Taeyeon Kim https://orcid.org/0000-0002-2020-9851
Date of this Version
Published in Educational Management Administration & Leadership (2022) DOI: 10.1177/17411432221132100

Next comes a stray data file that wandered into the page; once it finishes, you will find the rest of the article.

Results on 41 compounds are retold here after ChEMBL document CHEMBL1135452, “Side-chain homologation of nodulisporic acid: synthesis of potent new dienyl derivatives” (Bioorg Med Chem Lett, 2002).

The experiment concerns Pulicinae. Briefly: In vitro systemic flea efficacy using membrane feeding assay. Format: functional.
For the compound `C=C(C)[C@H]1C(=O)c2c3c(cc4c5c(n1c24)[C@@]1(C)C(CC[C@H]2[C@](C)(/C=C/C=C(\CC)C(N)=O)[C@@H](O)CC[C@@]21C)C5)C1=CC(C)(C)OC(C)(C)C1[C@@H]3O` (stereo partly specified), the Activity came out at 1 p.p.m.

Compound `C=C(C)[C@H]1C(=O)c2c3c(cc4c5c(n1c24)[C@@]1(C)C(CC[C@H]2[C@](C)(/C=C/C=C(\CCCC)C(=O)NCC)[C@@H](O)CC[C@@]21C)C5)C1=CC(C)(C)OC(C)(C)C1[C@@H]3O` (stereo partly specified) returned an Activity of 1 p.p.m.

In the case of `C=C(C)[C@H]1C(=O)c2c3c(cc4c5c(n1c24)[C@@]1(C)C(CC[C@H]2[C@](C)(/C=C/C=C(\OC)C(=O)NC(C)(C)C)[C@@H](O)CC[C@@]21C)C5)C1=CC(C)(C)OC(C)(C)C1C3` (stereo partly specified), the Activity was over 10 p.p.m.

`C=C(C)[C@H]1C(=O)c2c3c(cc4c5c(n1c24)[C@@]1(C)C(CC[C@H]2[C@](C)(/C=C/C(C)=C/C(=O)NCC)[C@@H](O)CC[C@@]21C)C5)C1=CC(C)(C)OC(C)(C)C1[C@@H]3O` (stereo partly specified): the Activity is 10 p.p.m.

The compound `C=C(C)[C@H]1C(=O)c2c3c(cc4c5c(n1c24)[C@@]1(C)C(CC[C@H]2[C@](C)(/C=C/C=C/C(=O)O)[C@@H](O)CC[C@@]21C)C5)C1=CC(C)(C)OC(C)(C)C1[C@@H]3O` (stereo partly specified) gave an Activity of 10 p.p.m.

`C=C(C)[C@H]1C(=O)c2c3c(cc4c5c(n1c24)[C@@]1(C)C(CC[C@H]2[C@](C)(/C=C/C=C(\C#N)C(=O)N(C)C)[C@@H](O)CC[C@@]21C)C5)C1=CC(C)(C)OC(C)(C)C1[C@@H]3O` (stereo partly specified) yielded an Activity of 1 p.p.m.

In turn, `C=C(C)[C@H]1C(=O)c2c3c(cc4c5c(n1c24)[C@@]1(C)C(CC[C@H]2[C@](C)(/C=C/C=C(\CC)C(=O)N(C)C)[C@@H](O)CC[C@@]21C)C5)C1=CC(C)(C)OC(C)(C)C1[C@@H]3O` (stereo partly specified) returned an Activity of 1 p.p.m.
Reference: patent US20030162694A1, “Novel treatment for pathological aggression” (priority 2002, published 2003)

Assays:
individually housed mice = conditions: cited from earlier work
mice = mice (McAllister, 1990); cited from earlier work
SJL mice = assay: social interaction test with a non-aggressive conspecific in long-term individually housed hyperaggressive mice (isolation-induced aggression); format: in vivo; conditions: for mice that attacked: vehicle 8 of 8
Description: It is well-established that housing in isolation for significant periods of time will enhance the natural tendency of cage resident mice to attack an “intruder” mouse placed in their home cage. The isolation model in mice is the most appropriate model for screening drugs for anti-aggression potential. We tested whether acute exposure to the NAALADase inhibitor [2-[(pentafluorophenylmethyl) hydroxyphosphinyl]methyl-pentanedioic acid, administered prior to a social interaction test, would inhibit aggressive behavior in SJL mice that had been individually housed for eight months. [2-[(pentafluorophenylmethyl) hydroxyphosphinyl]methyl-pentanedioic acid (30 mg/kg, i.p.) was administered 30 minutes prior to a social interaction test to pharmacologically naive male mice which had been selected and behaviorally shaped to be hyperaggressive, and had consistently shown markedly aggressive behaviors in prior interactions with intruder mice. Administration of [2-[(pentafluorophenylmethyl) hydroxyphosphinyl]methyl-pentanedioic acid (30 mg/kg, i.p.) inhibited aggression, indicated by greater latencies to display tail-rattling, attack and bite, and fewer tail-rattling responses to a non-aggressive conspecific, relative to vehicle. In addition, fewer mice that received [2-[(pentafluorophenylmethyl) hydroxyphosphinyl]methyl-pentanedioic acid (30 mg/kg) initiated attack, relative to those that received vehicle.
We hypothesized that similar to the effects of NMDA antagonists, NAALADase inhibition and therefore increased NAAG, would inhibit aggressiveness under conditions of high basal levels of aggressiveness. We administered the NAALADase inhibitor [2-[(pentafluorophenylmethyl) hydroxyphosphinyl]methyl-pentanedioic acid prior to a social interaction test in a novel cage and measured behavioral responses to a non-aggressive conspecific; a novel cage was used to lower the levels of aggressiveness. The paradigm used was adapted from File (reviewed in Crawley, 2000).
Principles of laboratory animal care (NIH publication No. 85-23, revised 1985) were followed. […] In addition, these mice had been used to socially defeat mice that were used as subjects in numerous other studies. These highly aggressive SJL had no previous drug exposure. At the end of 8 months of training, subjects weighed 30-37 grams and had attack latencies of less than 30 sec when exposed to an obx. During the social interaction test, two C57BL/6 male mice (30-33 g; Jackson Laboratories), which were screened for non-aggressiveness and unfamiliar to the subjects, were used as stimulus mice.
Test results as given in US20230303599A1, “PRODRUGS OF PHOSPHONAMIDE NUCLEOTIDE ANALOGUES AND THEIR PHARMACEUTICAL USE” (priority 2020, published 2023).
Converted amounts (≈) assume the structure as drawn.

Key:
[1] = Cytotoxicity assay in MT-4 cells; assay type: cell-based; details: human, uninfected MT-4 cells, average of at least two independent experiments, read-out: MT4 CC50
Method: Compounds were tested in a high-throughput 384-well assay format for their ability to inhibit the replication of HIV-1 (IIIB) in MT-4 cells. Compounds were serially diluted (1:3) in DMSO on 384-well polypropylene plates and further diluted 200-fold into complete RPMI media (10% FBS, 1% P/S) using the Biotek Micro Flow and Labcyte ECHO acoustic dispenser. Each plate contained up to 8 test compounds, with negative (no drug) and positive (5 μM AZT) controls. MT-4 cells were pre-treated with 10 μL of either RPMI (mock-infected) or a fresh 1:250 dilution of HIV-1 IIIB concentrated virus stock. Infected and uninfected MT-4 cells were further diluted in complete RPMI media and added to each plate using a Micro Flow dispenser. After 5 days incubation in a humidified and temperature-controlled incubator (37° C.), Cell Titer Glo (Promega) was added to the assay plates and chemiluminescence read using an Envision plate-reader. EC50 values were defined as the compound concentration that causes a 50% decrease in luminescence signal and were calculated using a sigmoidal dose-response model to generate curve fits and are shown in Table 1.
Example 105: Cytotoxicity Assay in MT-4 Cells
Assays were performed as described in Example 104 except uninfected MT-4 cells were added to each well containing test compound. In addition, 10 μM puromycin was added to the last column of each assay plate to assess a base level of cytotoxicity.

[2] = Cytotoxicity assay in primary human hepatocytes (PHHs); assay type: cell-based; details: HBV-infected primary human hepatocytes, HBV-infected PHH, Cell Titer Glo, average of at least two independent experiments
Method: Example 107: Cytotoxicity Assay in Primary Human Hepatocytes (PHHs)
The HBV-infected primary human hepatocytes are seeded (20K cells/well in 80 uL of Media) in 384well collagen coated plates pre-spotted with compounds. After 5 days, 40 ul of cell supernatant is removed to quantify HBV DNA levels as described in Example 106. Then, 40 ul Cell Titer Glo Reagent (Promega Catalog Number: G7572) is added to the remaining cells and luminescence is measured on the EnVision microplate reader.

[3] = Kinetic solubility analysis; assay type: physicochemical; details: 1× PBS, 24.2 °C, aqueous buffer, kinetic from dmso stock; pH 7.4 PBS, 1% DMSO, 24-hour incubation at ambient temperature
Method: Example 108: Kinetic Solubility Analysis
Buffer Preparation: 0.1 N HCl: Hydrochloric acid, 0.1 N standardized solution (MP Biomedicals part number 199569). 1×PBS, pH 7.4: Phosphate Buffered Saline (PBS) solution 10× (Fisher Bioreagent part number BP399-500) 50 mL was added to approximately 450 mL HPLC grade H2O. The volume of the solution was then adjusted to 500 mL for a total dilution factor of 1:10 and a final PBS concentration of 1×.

This study aims to explore reimagined accountability through collective efforts initiated by school leaders and to challenge the fixed notion of accountability prescribed by policy scripts. Drawing on studies highlighting humanizing leadership and the metaphors of “agora” and “bazaar,” I investigate how school leaders (re)construct and (re)define meanings of accountability in their daily practices. Using portraiture as research method, I analyze qualitative data collected through observation, interviews, and artifacts in a rural school in the United States, over the course of the 2018–2019 school year. In contrast to prevalent discourses around technical, performance-driven approaches to accountability, the principal and teachers in this portraiture illuminate a culture of accountability deeply rooted in care, respect, and shared responsibility to support students’ growth. This accountability space exemplifies student-centeredness, teachers’ professional agency, and belonging as community in the daily interactions and symbolic celebrations. I conclude this article by highlighting the importance of leadership in constructing school accountability by offering examples of habits of mind and practice to humanize school education. This research also extends policy enactment studies by exploring accountability portrayed in daily leadership practices.